The grounds and gardens of Wave Hill—a secluded oasis spread out over 28 acres in the northwest corner of the Bronx—are spectacular year-round, but in the summer they look particularly vibrant and lush. For fans of flowers, trees, plants, sweeping views, forest bathing, and serenity, there's really no other place quite like it anywhere in or around the city. Here's everything you need to know before heading there.
WAVE HILL THE MTA WAY
The easiest, most relaxing way to get here is to hop on a Metro-North train at either Grand Central or 125th Street in Harlem, from which it's a straight (and quite scenic) shot up the Hudson to the Riverdale station.
MTA Away Deal: We have a year-round Wave Hill package that includes discounted round-trip rail and admission.
Once you've stopped admiring the view from the Riverdale platform, you can walk to the gardens--it takes about 15 minutes. Note: There's a pretty steep hill at the start, but the Bronx neighborhood's startlingly quiet, mansion-lined streets are a delight to stroll through. You could also take one of Wave Hill's free shuttle buses, which run every hour from the Metro-North station.
The subway will also get you close. Just take the 1 train to the last stop at Van Cortlandt Park and grab the free Wave Hill shuttle bus in front of the Burger King at West 242nd Street. If MTA buses are more your thing, the BXM1 and the BXM2 express lines will get you up there from the east and west sides of Manhattan, respectively. More locally, take the BX7 or BX10 buses--the Wave Hill stop for all buses is at 252nd Street and the Henry Hudson Parkway, then it's a six-minute walk to the front gate.
GROUNDS & GARDENS
There are more than 4,000 varieties of herbaceous plants, trees, shrubs, and vines packed into Wave Hill's 28 acres, a truly remarkable collection that gives credence to the garden's claim of being a "museum without walls." But you don't need to know anything about horticulture or landscape design, or even the name of a single tree or flower to appreciate this place, as even the most aimless wandering around the grounds offers lovely sights and surprises at every turn.
The Pergola, with its nifty framing of the Hudson and Palisades, is loaded with tropical and annual container plantings this time of year. Nearby, at the Marco Polo Stufano Conservatory (technically a "glasshouse"), you'll find an astonishing array of plant life, including Wave Hill's collection of over 1,100 cacti and succulents.
The Aquatic and Monocat Gardens add a nice bit of drama to your journey around the grounds (the inky water hints at secrets, are there frogs lurking around in there?), and the Wild Garden, located on a hillside and flush with flowers, hides a charming carved-wood bench and gazebo that's been around since 1910.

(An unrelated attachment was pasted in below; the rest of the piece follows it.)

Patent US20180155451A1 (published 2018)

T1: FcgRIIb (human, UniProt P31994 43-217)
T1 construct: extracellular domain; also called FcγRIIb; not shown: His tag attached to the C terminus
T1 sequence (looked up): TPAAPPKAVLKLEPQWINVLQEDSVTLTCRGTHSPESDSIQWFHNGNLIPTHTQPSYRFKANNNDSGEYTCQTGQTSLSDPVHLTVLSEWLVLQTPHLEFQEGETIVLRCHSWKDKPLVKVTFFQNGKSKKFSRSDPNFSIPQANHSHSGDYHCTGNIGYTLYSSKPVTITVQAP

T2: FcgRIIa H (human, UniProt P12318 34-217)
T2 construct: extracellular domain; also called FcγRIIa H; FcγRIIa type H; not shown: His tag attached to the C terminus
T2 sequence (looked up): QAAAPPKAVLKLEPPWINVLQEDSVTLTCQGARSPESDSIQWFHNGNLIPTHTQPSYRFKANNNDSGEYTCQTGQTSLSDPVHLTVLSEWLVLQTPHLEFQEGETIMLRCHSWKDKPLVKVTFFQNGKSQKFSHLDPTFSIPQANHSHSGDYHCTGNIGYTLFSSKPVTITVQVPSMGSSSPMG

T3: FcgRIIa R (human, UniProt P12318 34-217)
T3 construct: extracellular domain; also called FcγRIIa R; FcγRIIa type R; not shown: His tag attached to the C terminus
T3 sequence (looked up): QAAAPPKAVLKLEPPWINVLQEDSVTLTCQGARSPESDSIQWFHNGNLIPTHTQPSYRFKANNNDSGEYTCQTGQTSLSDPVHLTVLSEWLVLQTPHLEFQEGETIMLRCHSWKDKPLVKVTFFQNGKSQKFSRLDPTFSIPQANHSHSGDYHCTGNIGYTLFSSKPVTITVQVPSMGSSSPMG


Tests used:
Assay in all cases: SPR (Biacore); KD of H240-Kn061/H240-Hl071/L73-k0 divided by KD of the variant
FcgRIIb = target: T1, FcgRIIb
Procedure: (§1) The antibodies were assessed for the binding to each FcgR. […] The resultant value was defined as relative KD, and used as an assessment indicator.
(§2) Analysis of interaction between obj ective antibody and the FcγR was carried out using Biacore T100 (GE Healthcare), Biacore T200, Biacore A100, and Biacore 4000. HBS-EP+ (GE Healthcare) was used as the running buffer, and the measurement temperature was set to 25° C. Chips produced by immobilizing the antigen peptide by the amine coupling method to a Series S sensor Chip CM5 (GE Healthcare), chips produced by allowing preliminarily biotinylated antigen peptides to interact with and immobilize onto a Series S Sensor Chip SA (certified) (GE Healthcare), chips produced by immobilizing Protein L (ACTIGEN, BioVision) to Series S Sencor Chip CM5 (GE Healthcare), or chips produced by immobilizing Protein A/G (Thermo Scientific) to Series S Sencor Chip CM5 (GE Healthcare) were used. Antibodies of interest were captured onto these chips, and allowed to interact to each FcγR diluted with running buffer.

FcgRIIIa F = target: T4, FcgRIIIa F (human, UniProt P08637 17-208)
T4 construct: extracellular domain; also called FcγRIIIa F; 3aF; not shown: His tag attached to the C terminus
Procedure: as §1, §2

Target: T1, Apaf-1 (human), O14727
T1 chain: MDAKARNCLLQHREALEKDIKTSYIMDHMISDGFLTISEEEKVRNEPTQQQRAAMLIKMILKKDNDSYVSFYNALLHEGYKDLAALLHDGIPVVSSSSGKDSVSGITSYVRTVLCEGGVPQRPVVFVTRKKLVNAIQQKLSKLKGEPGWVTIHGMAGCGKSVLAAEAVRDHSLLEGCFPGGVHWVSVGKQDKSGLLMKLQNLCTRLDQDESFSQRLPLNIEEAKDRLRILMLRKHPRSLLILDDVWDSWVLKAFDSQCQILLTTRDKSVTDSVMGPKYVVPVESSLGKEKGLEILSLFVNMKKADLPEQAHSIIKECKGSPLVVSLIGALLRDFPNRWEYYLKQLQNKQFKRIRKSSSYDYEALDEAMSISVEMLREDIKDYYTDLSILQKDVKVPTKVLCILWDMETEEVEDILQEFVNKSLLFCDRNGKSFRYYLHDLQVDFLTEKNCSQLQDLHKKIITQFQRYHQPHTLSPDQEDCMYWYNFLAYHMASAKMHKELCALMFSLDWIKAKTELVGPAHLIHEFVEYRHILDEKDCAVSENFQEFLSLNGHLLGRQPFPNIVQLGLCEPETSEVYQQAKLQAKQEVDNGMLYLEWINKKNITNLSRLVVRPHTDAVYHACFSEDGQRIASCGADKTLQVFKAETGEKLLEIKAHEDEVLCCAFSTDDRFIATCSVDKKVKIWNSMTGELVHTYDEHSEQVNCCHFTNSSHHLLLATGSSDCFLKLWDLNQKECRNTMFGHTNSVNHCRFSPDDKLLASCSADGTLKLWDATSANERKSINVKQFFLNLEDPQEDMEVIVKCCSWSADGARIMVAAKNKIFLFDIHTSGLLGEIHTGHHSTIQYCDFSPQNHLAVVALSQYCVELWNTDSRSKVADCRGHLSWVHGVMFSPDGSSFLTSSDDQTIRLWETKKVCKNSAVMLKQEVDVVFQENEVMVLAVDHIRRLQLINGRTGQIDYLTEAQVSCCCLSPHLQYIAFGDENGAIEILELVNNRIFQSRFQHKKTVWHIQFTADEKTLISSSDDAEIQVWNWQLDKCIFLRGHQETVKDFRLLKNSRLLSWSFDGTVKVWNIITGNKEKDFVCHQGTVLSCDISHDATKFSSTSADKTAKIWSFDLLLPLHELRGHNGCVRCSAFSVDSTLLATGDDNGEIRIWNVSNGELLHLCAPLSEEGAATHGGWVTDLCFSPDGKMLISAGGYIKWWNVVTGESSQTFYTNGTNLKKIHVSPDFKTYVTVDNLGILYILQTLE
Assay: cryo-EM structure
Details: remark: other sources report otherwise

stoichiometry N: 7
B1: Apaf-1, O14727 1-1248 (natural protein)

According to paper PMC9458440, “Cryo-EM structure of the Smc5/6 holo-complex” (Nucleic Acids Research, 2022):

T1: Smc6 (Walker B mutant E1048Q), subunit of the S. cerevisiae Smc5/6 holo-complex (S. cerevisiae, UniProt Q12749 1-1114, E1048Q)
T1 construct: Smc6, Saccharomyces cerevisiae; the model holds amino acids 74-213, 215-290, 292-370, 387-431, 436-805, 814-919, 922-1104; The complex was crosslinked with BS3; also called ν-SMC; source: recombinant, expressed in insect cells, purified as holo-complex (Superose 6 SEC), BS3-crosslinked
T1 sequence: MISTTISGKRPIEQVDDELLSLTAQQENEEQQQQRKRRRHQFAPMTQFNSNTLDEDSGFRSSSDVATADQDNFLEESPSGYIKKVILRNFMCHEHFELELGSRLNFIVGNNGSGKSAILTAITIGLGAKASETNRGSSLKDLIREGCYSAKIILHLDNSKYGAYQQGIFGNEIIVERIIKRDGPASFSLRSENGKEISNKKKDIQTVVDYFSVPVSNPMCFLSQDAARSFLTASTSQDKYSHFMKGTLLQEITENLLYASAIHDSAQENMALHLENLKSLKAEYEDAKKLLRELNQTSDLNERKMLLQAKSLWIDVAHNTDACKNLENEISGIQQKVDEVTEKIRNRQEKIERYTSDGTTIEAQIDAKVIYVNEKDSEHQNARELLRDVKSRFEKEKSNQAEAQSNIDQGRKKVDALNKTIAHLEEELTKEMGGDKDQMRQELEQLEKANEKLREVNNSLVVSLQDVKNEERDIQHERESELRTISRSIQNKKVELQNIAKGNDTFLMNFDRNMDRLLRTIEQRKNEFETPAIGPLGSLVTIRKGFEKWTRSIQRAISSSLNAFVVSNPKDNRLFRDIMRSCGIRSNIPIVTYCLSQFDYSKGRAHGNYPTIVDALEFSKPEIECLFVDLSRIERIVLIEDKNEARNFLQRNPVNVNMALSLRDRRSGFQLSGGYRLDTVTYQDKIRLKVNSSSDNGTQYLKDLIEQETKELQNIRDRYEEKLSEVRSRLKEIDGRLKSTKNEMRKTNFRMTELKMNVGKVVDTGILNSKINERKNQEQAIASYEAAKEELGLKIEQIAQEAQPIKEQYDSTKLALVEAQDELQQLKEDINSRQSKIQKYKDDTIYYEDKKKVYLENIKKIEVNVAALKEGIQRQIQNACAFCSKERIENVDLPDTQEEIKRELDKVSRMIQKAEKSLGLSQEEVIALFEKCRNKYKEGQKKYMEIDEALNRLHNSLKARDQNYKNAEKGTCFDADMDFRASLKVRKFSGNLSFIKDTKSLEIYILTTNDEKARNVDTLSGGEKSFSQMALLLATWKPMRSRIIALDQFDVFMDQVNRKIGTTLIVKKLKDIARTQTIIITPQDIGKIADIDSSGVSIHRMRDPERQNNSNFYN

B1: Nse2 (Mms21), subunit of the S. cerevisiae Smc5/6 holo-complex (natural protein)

There's even a series of forested trails to explore, in what's called the Herbert and Hyonja Abrons Woodland. You won't get lost--everything's well marked, if discreetly so--but you will feel like you've stumbled into some magical land that’s outside of NYC, yet somewhat unbelievably isn’t.
After you've finished your adventures, there are plenty of comfortable wooden chairs scattered about the lawns, and shady spots to place them if you want to chat with a friend, read, or even doze off.
Please note that Wave Hill does not allow blankets to be spread out in the lawns, or outdoor chairs that you brought from home, or recreational games like frisbee. This place is a garden, not a park – so be prepared to just soak up the surroundings.
ARTS & EDUCATION
There are several indoor areas open to the public, used for art exhibitions and Wave Hill's many educational programs. Wave Hill House, the gray fieldstone mansion constructed in 1843 that anchors the estate, is home to classrooms and studios, and Glyndor House, an impressive building in its own right, is where you'll find the dedicated art gallery space.
The current exhibition at Glyndor, which runs through the end of August, is called Water Scarcity: Perpetual Thirst, and features works that examine how the lack of clean drinking water for billions of people is linked with many other issues, such as food insecurity, land rights, and the planet's ongoing refugee crisis.
Wave Hill partners with several local schools for their educational efforts, but there are some more casual, drop-in classes available for visitors. The Family Art Project, for example, is a free workshop held every Saturday and Sunday either inside Wave Hill House, or on the lawn out front, with lots of supplies and guidance from a team of interns.
FOOD & DRINK
The Café, located within Wave Hill House, features indoor dining areas as well an expansive, tented patio out back. This is a counter service restaurant operated by Great Performances, a Bronx-based catering company, and you'll find hearty salads, burgers, brisket sandwiches, and some impressively loaded-up hot dogs on the menu , with everything is reasonably priced. Beer and wine is available as well.
You can also bring your own picnic to Wave Hill, but remember: no blankets allowed on the lawns. You'll be able to find plenty of other areas to settle in for lunch though. For example, grab one of the dedicated picnic tables near Glyndor House, which come complete with shade umbrellas.
15 minute walk from the Metro-North Riverdale station, or take the free shuttle bus. You can also take the 1 train.
Wave Hill is located at 4900 Independence Ave in the Bronx and is open Tuesday through Sunday, 10 a.m. to 5:30 p.m. Admission: $10 (Adults), $6 (Students & Seniors 65+), $4 (Children 6+), free to members. (You can also save money with our MTA Away Deal.) More details at wavehill.org.
If you head to Wave Hill, tag us in your photos on social media: @MTAaway